# Hydrolysis of β-1,2 glycosidic bond

Are there any easy, not enzymatic, ways to hydrolyse $\beta$-1,2 glycosidic bonds like they occur in steviosids?

I thought of something like vinegar, which is commonly used to cleave the $\alpha$-1,2 glycosidic bond of saccharose when producing inverted sugar $-$ could that also work for the $\beta$-type?

Thank you in advance.

• By easy do you mean involving less energy, or less work to do? Or any other thing? – Pritt says Reinstate Monica Apr 21 '17 at 8:03
• I mean less work to do, so one could do it at home. – AstronAUT Apr 21 '17 at 11:36

## 1 Answer

There are non-enzymatic methods for removing the three glucose moieties of stevioside 1. Unfortunately, dilute mineral acid hydrolysis not only removes the glucose entities but also effects Wagner-Meerwein rearrangement of the aglycone steviol 2 to isosteviol 3.1 While vinegar (5% aqueous acetic acid) is a weaker acid than hydrochloric acid, I am certain that it would have been tried to avoid the rearrangement of steviol 2. Exposure of stevioside 1 with aqueous KOH effects saponification of the ester group leading to steviobioside 4.---continued---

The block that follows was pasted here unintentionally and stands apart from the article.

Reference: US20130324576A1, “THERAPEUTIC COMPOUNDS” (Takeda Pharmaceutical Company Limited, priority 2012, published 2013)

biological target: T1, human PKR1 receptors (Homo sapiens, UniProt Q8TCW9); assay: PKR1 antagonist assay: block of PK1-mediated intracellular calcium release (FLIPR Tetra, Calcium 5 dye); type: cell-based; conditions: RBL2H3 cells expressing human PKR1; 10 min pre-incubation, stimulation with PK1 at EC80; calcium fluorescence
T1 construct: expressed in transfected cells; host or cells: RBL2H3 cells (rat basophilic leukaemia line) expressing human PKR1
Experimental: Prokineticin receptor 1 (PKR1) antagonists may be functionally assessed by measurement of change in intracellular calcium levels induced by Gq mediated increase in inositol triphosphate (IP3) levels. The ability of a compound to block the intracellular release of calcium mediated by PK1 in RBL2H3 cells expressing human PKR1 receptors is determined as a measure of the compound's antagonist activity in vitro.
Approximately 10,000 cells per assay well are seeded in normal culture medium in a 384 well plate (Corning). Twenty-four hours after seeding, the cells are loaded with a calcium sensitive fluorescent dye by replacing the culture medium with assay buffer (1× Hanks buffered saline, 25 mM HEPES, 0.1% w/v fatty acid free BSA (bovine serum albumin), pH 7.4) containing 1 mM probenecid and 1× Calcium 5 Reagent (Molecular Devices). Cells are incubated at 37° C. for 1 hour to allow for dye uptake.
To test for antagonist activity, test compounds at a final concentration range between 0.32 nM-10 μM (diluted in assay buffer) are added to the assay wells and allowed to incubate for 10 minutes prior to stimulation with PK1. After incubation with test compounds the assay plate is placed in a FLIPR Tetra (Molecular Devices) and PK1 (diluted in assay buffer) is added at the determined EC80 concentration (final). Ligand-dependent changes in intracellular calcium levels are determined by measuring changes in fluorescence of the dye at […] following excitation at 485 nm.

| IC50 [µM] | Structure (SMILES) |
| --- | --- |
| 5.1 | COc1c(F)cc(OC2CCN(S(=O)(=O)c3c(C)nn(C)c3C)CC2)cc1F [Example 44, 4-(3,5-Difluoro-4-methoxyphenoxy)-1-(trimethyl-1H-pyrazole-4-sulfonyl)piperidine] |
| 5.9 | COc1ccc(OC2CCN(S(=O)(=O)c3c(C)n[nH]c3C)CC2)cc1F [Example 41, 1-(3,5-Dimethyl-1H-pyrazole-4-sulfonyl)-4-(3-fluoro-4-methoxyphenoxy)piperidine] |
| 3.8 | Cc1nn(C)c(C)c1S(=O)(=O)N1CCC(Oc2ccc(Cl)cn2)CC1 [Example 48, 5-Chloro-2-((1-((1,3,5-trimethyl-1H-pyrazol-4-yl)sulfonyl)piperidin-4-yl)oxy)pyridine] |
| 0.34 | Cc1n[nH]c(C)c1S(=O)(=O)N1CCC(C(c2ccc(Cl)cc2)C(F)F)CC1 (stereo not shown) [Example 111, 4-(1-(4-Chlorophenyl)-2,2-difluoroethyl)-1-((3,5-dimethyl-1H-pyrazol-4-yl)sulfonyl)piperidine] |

A more fruitful procedure that avoids rearrangement involves periodic acid cleavage of the five vicinal diols of the glucose units (marked in red in structure 1 below).2 This procedure liberates hexa-aldehyde 5 in addition to two equivalents of formic acid.3 Vigorous base treatment is required to saponify the hindered ester while base also liberates tetra-aldehyde entity by β-elimination forming steviol 2 in 75% yield. And NO, you can't do this at home.

1) Avent, a. G., Hanson, J. R., de Oliveira, Bras H., Phytochemistry, 1990, 29, 2712.
2) Ogawa, T., Nozaki, M., Matsui, M., Tetrahedron, 1980, 36, 2641.
3) On periodic acid cleavage of vicinal diols, see: Periodic cleavage of carbohydrates